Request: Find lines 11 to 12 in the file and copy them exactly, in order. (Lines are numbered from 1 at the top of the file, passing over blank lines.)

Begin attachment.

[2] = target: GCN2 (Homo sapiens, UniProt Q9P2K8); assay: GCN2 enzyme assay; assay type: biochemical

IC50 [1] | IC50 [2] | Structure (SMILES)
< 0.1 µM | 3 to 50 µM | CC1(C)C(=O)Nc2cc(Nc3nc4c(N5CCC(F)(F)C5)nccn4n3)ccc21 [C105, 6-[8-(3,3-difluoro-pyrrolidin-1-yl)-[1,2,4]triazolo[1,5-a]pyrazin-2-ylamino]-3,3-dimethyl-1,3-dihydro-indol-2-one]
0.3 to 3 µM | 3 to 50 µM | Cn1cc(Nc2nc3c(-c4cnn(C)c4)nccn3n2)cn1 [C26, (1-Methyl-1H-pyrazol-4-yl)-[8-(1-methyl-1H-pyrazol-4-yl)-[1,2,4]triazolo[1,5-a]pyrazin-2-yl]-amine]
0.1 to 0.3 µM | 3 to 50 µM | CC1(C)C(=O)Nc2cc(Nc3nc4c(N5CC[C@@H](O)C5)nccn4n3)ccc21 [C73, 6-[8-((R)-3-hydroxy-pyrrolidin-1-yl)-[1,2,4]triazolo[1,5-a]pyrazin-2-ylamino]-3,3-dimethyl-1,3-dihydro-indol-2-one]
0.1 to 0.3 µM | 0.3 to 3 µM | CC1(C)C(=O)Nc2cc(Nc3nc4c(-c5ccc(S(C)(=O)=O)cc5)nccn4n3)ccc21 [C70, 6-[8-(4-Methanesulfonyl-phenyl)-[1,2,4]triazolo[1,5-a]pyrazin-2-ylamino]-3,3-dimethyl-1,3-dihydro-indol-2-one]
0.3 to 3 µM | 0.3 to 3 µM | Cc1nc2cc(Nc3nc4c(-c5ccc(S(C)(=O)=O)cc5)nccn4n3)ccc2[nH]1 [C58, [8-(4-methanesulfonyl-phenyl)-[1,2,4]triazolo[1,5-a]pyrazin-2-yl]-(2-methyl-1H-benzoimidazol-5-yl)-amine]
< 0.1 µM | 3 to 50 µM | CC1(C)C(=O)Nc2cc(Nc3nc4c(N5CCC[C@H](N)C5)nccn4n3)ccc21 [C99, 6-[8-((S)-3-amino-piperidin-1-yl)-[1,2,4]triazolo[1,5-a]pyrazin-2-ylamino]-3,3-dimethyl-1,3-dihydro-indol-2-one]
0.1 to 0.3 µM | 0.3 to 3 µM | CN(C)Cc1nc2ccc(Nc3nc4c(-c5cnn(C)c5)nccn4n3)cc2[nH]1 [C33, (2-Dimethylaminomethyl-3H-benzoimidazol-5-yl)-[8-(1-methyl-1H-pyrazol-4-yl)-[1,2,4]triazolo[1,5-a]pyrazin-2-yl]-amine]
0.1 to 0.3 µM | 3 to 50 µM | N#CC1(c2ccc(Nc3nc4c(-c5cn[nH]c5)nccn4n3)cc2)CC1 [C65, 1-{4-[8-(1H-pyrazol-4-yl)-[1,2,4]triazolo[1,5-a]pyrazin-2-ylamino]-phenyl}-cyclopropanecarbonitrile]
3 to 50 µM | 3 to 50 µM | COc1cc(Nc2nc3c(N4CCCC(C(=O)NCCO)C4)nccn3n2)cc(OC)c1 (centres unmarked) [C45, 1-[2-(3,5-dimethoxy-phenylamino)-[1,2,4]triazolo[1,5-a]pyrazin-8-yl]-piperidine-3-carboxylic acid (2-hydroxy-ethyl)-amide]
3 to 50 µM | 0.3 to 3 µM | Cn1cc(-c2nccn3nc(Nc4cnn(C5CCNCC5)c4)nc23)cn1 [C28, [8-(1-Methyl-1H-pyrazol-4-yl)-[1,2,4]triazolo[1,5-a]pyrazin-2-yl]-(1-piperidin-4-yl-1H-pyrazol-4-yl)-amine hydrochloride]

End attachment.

3 to 50 µM | 3 to 50 µM | COc1cc(Nc2nc3c(N4CCCC(C(=O)NCCO)C4)nccn3n2)cc(OC)c1 (centres unmarked) [C45, 1-[2-(3,5-dimethoxy-phenylamino)-[1,2,4]triazolo[1,5-a]pyrazin-8-yl]-piperidine-3-carboxylic acid (2-hydroxy-ethyl)-amide]
3 to 50 µM | 0.3 to 3 µM | Cn1cc(-c2nccn3nc(Nc4cnn(C5CCNCC5)c4)nc23)cn1 [C28, [8-(1-Methyl-1H-pyrazol-4-yl)-[1,2,4]triazolo[1,5-a]pyrazin-2-yl]-(1-piperidin-4-yl-1H-pyrazol-4-yl)-amine hydrochloride]